Finally, the ICT architecture of the VPP has been described and discussed by focusing on the communication infrastructure among different VPPs and the DSO (or IO) DMS. The characterization of the communication infrastructure of a pilot plant adopting such an approach has been presented and discussed in a previous study by demonstrating that the application of the proposed VPP concept can be technically feasible and economically sustainable by making proper use of existing communication solutions.

Acknowledgments

This research activity has been partially funded by Regione Lombardia under the Smart Cities and Communities grant no. 40545387 (“Smart Campus as Urban Open Labs—SCUOLA”), by the University of Brescia under the grant Health and Wealth 2015 “Brescia 20-20-20”, and by the University of Brescia as part of the research activities of the eLUX laboratory—“energy Laboratory as University eXpo”.

Author Contributions

Marco Pasetti and Stefano Rinaldi conceived the conceptual framework and defined the architecture of the proposed VPP system. Marco Pasetti provided the theoretical background of the study and the description of the VPP architecture. Stefano Rinaldi provided the analysis and description of the ICT technologies to support the integration of the proposed VPP approach in Smart Grids. Daniele Manerba developed and discussed the optimization model proposed for the OSU. All the authors contributed to the writing and revising of the manuscript.

Conflicts of Interest

The authors declare no conflict of interest.

Abbreviations

The following abbreviations are used in this manuscript:
ACAlternating Current
BESSBattery Energy Storage System
BMSBattery Management System
DERDistributed Energy Resource
DER-ACDER Automated Controller
DESSDistributed Electrical Storage System
DGDistributed Generation
DMSDistribution Management System
DRDemand Response
DSMDemand-Side Management
DSODistribution System Operator
EESElectrical Energy Storage
EISEnergy Information System
EMSEnergy Management System
IOIndependent Operator
LVLow Voltage
μGMicrogrid
MILPMixed-Integer Linear Programming
MVMedium Voltage
OSUOptimal Scheduling Unit
PEVPlug-in Electric Vehicle
PGUProfile Generation Unit
PLCPower Line Communication
PODPoint of Delivery
PVPhotovoltaic
RESRenewable Energy Source
SGSmart Grid
SDNSoftware Defined Networking
TSOTransmission System Operator
UESUrban Energy System
UTCUniversal Time Coordinated
VPPVirtual Power Plant
VPPMVirtual Power Plant Monitor
V2GVehicle-to-Grid

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Figure 1. Taxonomy of emerging electrical energy concepts in modern urban energy systems and smart grids. Adopted from [1]. VPP: virtual power plant; DER: distributed energy resource; RES: renewable energy source; PEV: plug-in vehicle.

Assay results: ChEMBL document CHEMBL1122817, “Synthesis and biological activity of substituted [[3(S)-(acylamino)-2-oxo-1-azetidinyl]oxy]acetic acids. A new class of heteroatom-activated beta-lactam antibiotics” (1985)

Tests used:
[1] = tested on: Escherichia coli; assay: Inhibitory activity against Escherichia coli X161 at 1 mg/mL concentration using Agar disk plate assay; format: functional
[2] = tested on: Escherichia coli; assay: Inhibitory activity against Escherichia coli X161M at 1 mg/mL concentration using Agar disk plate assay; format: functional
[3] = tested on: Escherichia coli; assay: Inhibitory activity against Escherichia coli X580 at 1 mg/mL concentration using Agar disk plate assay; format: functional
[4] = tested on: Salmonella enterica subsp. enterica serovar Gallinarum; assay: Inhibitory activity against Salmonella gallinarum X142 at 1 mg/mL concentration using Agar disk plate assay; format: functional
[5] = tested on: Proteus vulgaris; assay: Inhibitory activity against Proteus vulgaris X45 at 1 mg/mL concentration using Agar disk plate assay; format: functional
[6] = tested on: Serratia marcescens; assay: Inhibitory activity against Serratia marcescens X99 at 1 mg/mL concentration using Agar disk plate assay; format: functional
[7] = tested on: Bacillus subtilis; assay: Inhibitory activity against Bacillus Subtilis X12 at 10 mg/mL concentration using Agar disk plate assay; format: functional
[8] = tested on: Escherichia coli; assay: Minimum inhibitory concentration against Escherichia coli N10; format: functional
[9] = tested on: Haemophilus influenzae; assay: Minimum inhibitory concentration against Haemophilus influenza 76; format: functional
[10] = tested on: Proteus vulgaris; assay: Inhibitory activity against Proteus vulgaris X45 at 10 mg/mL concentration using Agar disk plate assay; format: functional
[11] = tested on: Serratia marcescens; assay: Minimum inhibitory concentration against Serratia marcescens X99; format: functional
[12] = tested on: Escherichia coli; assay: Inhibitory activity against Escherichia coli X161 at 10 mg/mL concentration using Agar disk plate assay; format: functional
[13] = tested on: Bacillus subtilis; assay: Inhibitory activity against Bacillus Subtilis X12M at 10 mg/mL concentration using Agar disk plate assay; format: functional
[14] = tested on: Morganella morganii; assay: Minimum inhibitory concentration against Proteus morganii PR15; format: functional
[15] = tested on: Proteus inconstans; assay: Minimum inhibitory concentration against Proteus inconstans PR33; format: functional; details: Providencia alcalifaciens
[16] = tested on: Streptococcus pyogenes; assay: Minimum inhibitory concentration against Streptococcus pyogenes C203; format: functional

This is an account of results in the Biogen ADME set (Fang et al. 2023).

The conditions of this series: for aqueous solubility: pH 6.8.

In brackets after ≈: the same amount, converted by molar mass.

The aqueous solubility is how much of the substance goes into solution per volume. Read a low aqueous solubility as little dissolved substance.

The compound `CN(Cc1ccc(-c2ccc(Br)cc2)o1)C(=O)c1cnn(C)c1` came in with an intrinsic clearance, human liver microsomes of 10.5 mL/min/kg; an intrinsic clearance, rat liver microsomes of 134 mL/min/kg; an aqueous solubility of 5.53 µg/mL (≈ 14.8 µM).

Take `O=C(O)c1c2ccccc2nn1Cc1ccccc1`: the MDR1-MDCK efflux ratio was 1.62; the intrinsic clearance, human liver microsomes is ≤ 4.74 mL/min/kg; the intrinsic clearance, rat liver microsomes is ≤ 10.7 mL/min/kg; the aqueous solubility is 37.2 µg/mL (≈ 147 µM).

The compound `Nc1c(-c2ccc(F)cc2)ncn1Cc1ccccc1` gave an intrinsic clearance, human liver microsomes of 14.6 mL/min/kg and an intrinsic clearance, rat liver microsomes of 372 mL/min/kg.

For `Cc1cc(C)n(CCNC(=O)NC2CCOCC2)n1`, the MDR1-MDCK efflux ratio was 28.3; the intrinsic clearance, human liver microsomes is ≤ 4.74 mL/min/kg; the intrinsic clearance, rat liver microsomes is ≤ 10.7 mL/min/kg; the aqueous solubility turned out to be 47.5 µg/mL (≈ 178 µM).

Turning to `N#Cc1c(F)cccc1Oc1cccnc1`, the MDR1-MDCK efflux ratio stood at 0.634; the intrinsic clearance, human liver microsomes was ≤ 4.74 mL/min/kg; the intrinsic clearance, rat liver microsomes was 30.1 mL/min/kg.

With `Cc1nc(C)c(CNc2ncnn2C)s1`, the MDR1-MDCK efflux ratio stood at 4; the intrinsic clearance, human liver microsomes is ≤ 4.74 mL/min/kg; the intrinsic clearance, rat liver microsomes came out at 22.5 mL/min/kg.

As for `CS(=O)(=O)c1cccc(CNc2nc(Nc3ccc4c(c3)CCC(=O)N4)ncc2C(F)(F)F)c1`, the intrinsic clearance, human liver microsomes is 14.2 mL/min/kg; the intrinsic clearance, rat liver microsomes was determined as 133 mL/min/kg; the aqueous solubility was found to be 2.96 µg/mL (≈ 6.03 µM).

Figure 1. Taxonomy of emerging electrical energy concepts in modern urban energy systems and smart grids. Adopted from [1]. VPP: virtual power plant; DER: distributed energy resource; RES: renewable energy source; PEV: plug-in vehicle.
Applsci 08 00432 g001
Figure 2. Classification of the main objectives of Demand-Side Management. Adopted from [25].
Figure 2. Classification of the main objectives of Demand-Side Management. Adopted from [25].
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Figure 3. Classification of Demand Response (DR) schemes according to the party that initiates the demand reduction action. Adopted from [13,14].
Figure 3. Classification of Demand Response (DR) schemes according to the party that initiates the demand reduction action. Adopted from [13,14].
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Figure 4. Schematic representation of the physical aggregation levels of DERs and prosumers in the electrical grid domain. EES: electrical energy storage; DG: distributed generation; MV: medium voltage; LV: low voltage.
Figure 4. Schematic representation of the physical aggregation levels of DERs and prosumers in the electrical grid domain. EES: electrical energy storage; DG: distributed generation; MV: medium voltage; LV: low voltage.
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Figure 5. Service-oriented multi-agent scheme of the proposed Virtual Power Plant (VPP) architecture. DSO: distribution system operator; POD: point of delivery.
Figure 5. Service-oriented multi-agent scheme of the proposed Virtual Power Plant (VPP) architecture. DSO: distribution system operator; POD: point of delivery.
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Figure 6. Architecture of the Information and Communication Technology (ICT) infrastructure supporting the proposed VPP approach. VPPM: Virtual Power Plant Monitor.
Figure 6. Architecture of the Information and Communication Technology (ICT) infrastructure supporting the proposed VPP approach. VPPM: Virtual Power Plant Monitor.
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Figure 7. Simplified architecture of the DER Automated Controller. BESS: Battery Energy Storage System; BMS: Battery Management System; DC: direct current; EMS: Energy Management System.
Figure 7. Simplified architecture of the DER Automated Controller. BESS: Battery Energy Storage System; BMS: Battery Management System; DC: direct current; EMS: Energy Management System.